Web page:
Training programmes for owners of small to medium enterprises have just about become as commonplace as Starbucks in the US: one on every corner. Actually to be precise, almost everyone in the US lives within 161kms of a Starbucks. (There’s a fun fact to pull out at awkward networking events when you’re done with the weather, the sailing and the economy.)
Back to the business training, there are more services of this type around today than ever before. We can go to a free seminar run by our local bank/accountant/tertiary institution/economic development agency this week on marketing, next week we can learn about HR, the week after financial management. We can learn how to do spreadsheets in Excel, how to conduct employee disciplinary procedures, how to get the most out of social media, how to create a ‘brand’. It’s all there for us, everything we need to learn in order for us to run our businesses better. So why isn’t New Zealand’s abysmal small to medium enterprise survival rate improving? Despite this abundance of information being right at our fingertips for a number of years now, the statistics being bandied about continue to suggest up to 50% of SMEs fail within the first five years of being in business. How is this? At what point do we stop and wonder what it is we are missing? All this training available and still there are more SME deaths than births. Something’s obviously not right here. And don’t blame the economy. According to HorizonPoll research, every second person over the age of 18 in New Zealand now has a smartphone. Don’t tell me there’s no money out there.
Where are we going wrong? We’re telling SME owners they can do everything themselves and we’re trying to teach them how to do it. We have this culture in New Zealand where we think we will save money by doing everything ourselves, from producing the product or service we sell, to calculating the GST and everything in between. Fun fact no. 2: we can’t. There is not a human on this earth who is capable of performing every task to the standards required for the business to remain profitable long-term. And why would we want to? A workshop owner no more wants to spend his work-time designing an advertising campaign than a graphic designer wants to be figuring out how come the IRD keep sending overdue notices for PAYE he paid four months ago.
Here’s a question: how did we become this way? Was there not a time when we worked together, me performing the tasks I’m really good at, you performing the tasks you’re really good at, and the both of us trading services as needed in order to achieve our goals? This country (or any country) could not have been settled without the early pioneers’ solidarity, cooperation, and trust in each other. Yet now we seem to have this idea that we can do everything for ourselves to save some money so that our businesses can perform better. The words on paper in that sentence alone just don’t seem to make sense.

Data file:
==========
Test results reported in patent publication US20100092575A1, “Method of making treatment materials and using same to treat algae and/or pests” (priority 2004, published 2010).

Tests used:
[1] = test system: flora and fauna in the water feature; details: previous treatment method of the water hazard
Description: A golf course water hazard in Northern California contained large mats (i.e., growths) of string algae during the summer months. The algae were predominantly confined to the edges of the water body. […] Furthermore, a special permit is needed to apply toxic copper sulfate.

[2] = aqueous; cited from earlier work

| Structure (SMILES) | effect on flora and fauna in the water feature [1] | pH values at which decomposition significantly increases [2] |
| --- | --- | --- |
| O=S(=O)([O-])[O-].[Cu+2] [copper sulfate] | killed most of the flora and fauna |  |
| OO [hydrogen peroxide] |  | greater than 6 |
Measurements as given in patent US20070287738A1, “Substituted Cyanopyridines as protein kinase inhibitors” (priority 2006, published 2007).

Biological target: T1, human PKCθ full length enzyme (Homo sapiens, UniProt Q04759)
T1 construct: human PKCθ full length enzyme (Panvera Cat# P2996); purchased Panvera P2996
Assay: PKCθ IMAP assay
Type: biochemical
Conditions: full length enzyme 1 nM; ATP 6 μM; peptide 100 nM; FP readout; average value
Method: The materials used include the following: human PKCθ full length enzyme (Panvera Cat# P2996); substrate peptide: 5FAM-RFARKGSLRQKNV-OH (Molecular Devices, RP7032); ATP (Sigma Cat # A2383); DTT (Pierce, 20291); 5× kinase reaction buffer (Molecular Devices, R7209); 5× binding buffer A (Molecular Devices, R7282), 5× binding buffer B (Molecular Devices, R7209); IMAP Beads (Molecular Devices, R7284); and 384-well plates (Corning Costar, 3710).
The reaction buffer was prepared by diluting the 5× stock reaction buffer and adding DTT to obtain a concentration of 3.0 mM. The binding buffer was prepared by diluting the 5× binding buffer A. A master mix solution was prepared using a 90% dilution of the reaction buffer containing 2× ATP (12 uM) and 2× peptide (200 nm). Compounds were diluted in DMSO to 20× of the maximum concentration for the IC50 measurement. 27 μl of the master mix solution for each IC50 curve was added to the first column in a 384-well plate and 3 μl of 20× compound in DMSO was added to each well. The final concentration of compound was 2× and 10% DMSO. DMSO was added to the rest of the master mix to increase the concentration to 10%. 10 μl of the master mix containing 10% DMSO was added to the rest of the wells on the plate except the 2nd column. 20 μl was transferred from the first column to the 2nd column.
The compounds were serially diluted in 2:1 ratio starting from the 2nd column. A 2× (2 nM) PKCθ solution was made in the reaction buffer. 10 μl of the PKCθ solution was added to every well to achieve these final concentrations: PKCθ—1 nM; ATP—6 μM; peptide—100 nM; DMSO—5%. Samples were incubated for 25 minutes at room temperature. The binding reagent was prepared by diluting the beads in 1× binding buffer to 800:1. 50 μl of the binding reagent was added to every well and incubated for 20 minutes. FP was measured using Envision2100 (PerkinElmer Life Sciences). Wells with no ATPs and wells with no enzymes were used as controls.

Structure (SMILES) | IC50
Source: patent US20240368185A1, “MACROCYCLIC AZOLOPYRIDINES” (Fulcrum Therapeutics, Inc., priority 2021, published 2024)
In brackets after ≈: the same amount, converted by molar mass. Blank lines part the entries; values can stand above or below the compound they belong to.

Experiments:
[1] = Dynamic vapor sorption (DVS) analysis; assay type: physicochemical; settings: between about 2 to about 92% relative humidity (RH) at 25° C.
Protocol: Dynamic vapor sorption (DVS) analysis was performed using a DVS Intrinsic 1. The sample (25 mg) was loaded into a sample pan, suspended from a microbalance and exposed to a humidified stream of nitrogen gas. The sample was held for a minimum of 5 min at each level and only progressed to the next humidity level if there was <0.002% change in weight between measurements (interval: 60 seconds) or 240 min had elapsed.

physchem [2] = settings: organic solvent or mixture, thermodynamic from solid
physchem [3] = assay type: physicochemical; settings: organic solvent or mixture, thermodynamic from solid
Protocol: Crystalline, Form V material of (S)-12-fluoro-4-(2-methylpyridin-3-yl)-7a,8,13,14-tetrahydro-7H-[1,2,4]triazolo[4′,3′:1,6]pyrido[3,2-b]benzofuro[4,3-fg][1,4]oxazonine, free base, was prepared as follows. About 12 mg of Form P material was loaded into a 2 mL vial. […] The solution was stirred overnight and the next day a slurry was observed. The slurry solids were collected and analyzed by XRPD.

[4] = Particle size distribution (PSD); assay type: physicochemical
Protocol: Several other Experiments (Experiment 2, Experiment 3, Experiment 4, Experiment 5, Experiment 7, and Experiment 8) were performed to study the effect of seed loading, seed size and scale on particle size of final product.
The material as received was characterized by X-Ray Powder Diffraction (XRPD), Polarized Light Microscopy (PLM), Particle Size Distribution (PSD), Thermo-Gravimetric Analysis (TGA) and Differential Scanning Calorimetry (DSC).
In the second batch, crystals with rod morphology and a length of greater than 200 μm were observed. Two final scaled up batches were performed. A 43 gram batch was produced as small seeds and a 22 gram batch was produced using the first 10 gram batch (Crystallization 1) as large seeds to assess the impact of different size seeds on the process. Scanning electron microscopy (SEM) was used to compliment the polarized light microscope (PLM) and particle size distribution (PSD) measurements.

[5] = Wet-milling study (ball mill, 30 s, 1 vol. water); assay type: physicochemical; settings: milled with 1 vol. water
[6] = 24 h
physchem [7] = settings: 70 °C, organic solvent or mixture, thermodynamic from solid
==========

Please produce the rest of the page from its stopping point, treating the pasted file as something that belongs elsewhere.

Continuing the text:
Here’s an idea. Oh yes, by the way, golden rule: if you’re going to criticise something, always have an idea for improvement. It doesn’t have to be ‘the’ idea, but do at least have ‘an’ idea. Instead of focusing our efforts on teaching SME owners how to do everything themselves (file that idea under “Things that actually are impossible”), help them to build the team they need in order to ensure that every single thing that needs doing in that business is getting done the best it can be done by people who are passionate about whatever part they are doing, from producing the product or service, to marketing it, to managing the finances. Phew. That was some sentence. And some idea. “Yes but...” I hear you say. “Yes but that costs money that I don’t have.” “Yes but I actually can do everything and I know my business better than anyone so I should be the one to do it.” “Yes but...”
We can “Yes but...” as much as we want. The fact is trying to do everything ourselves doesn’t work. The fact is that when it’s a matter of survival (as it was for the pioneers), we find a way. If your business means that much to you, if you are absolutely and entirely passionate about what it is you do, the only way to make sure it not only survives, but is profitable long-term, is for you to focus on what you’re passionate about and get other passionate people to do the bits you’re not so hot on. Starbucks was founded by a team of three guys with $8,000 cash between them. We don’t need more training. We just need an environment where we can develop cooperation and trust in order for us to build the teams we need to provide us with a greater chance of business survival. Somewhere with great coffee sounds like a start...
Annette Kendall lives on a sheep and beef farm in the Tararua District and is currently undertaking research into the development of innovation, entrepreneurship and collaboration within rural communities.